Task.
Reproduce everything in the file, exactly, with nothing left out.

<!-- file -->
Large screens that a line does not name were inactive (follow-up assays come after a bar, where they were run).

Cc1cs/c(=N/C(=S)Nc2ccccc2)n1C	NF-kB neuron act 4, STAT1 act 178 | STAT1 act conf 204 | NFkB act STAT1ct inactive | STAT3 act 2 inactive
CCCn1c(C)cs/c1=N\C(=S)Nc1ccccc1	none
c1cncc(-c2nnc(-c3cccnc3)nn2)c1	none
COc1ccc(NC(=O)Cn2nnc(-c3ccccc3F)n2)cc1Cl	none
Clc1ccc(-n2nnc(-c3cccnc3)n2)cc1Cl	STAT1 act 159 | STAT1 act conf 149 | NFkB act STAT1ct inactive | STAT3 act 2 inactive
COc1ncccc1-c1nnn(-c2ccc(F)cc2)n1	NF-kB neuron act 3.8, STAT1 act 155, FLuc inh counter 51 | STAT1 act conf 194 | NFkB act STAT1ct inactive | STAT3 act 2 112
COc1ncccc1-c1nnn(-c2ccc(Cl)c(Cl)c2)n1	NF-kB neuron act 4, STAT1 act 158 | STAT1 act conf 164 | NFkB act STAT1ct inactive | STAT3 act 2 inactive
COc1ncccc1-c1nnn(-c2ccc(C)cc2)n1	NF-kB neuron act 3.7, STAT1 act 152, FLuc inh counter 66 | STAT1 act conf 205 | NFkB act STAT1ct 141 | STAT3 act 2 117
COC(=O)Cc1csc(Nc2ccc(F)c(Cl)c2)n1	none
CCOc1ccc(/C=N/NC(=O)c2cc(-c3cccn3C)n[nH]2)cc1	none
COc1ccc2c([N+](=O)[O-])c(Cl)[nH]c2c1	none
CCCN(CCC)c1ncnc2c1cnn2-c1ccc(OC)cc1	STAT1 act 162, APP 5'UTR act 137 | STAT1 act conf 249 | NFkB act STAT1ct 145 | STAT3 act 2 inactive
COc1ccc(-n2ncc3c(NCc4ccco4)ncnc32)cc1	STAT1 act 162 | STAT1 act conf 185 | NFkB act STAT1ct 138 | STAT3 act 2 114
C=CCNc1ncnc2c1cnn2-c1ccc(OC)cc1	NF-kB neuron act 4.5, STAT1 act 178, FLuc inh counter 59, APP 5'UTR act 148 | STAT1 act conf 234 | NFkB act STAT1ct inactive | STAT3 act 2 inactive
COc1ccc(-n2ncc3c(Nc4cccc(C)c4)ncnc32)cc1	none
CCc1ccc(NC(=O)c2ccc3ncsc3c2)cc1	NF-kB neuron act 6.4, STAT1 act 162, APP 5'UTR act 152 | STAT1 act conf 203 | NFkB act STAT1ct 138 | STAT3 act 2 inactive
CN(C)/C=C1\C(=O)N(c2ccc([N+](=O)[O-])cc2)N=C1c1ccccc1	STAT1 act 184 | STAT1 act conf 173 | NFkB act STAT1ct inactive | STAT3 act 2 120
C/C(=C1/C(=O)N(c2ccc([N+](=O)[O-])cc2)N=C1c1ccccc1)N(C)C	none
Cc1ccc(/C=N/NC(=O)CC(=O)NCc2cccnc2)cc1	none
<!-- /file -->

Large screens that a line does not name were inactive (follow-up assays come after a bar, where they were run).

Cc1cs/c(=N/C(=S)Nc2ccccc2)n1C	NF-kB neuron act 4, STAT1 act 178 | STAT1 act conf 204 | NFkB act STAT1ct inactive | STAT3 act 2 inactive
CCCn1c(C)cs/c1=N\C(=S)Nc1ccccc1	none
c1cncc(-c2nnc(-c3cccnc3)nn2)c1	none
COc1ccc(NC(=O)Cn2nnc(-c3ccccc3F)n2)cc1Cl	none
Clc1ccc(-n2nnc(-c3cccnc3)n2)cc1Cl	STAT1 act 159 | STAT1 act conf 149 | NFkB act STAT1ct inactive | STAT3 act 2 inactive
COc1ncccc1-c1nnn(-c2ccc(F)cc2)n1	NF-kB neuron act 3.8, STAT1 act 155, FLuc inh counter 51 | STAT1 act conf 194 | NFkB act STAT1ct inactive | STAT3 act 2 112
COc1ncccc1-c1nnn(-c2ccc(Cl)c(Cl)c2)n1	NF-kB neuron act 4, STAT1 act 158 | STAT1 act conf 164 | NFkB act STAT1ct inactive | STAT3 act 2 inactive
COc1ncccc1-c1nnn(-c2ccc(C)cc2)n1	NF-kB neuron act 3.7, STAT1 act 152, FLuc inh counter 66 | STAT1 act conf 205 | NFkB act STAT1ct 141 | STAT3 act 2 117
COC(=O)Cc1csc(Nc2ccc(F)c(Cl)c2)n1	none
CCOc1ccc(/C=N/NC(=O)c2cc(-c3cccn3C)n[nH]2)cc1	none
COc1ccc2c([N+](=O)[O-])c(Cl)[nH]c2c1	none
CCCN(CCC)c1ncnc2c1cnn2-c1ccc(OC)cc1	STAT1 act 162, APP 5'UTR act 137 | STAT1 act conf 249 | NFkB act STAT1ct 145 | STAT3 act 2 inactive
COc1ccc(-n2ncc3c(NCc4ccco4)ncnc32)cc1	STAT1 act 162 | STAT1 act conf 185 | NFkB act STAT1ct 138 | STAT3 act 2 114
C=CCNc1ncnc2c1cnn2-c1ccc(OC)cc1	NF-kB neuron act 4.5, STAT1 act 178, FLuc inh counter 59, APP 5'UTR act 148 | STAT1 act conf 234 | NFkB act STAT1ct inactive | STAT3 act 2 inactive
COc1ccc(-n2ncc3c(Nc4cccc(C)c4)ncnc32)cc1	none
CCc1ccc(NC(=O)c2ccc3ncsc3c2)cc1	NF-kB neuron act 6.4, STAT1 act 162, APP 5'UTR act 152 | STAT1 act conf 203 | NFkB act STAT1ct 138 | STAT3 act 2 inactive
CN(C)/C=C1\C(=O)N(c2ccc([N+](=O)[O-])cc2)N=C1c1ccccc1	STAT1 act 184 | STAT1 act conf 173 | NFkB act STAT1ct inactive | STAT3 act 2 120
C/C(=C1/C(=O)N(c2ccc([N+](=O)[O-])cc2)N=C1c1ccccc1)N(C)C	none
Cc1ccc(/C=N/NC(=O)CC(=O)NCc2cccnc2)cc1	none